It took more time to create a task force to study the idea of having an at-large elected Columbia County school board chairman than it did for the 19-member group to reach their conclusion.
At Tuesday's school board meeting, the task force released their report -- a document that questioned the validity of last year's ballot question, denied the need for an at-large chairman and instead recommended that officials consider adding members to the board.
"It is the Task Force's conclusion that there is no compelling argument that changing to an at large elected countywide chairperson of the CCBOE would add value or improve the educational, governance, or administrative processes of the school system," the report said.
The task force was established in February, six months after 85 percent of Republican voters responded favorably to a straw poll asking if they would favor having a chairman elected by countywide vote.
The task force "is of the opinion that the wording of the question has somewhat of a tendency to solicit a 'yes vote,' " and "Since the results of the Aug. 20, 2002 referendum was a partisan vote and was not initiated by the CCBOE, the task force concludes that the CCBOE is not obligated to take any action based on the results of that vote," the report said.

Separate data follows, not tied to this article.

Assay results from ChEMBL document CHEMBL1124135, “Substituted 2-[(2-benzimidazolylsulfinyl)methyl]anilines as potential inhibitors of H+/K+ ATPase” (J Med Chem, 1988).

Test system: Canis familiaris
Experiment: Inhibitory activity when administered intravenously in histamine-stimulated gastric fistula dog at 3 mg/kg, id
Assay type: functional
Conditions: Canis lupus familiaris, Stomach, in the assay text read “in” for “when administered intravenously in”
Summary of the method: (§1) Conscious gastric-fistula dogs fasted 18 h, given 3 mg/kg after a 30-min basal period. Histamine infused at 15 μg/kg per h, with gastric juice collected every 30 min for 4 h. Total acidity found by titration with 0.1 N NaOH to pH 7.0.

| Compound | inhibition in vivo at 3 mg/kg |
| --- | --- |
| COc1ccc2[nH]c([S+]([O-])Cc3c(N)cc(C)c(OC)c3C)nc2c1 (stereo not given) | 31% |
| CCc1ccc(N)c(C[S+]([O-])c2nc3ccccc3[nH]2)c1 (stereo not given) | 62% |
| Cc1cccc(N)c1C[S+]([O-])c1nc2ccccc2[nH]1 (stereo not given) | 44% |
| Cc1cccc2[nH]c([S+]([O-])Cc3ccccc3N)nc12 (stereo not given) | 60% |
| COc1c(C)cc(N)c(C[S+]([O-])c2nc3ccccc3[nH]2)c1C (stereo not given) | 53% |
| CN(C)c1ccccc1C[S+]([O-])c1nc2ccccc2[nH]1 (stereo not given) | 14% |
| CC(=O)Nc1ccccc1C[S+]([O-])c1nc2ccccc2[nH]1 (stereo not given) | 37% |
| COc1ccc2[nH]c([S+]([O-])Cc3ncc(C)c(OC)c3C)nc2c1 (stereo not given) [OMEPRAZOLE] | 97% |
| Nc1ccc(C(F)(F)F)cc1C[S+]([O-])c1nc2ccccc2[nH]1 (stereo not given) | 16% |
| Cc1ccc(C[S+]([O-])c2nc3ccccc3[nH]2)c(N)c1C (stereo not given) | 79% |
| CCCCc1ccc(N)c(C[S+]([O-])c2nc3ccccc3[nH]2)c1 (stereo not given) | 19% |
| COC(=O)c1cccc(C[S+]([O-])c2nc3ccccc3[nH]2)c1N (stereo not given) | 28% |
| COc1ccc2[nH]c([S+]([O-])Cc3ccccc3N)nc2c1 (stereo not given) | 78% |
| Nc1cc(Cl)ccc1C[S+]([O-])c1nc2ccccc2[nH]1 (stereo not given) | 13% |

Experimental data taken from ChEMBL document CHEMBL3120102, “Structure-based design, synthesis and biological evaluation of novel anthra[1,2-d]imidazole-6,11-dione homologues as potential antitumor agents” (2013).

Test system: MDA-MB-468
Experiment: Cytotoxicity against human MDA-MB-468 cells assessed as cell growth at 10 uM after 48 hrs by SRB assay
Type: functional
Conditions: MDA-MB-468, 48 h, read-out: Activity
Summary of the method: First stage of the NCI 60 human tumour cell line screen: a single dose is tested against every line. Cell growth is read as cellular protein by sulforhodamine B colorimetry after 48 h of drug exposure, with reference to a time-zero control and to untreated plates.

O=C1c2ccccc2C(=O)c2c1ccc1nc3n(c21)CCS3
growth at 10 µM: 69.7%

Board member Lee Muns challenged the task force's findings.
"If every person who voted Democrat voted no, the yeas still would have won out," Muns said. "I don't want to question the intelligence of the people in my district, the majority of which voted for it. If we take no action and do nothing, we are telling the people that their right to vote or voice their opinion is of no consequence."
While the task force did not throw its support behind the at-large chairman idea, they did recommended that the board study the need to increase board membership and allow voters to vote on the proposed changes in a nonpartisan, nonbinding referendum.
Since 1945, the Columbia County school board has been composed of five members elected on a nonpartisan basis. Each member represents a district. Each member serves a four-year term, and the terms are staggered. An increase in the board would likely bring the number of board members to seven, task force chairman Don Thornhill said.
"There's no magic formula when it comes to determining the number of representatives," he said.
Only 17 of the state's 183 school systems have countywide elected chairmen and chairwomen.
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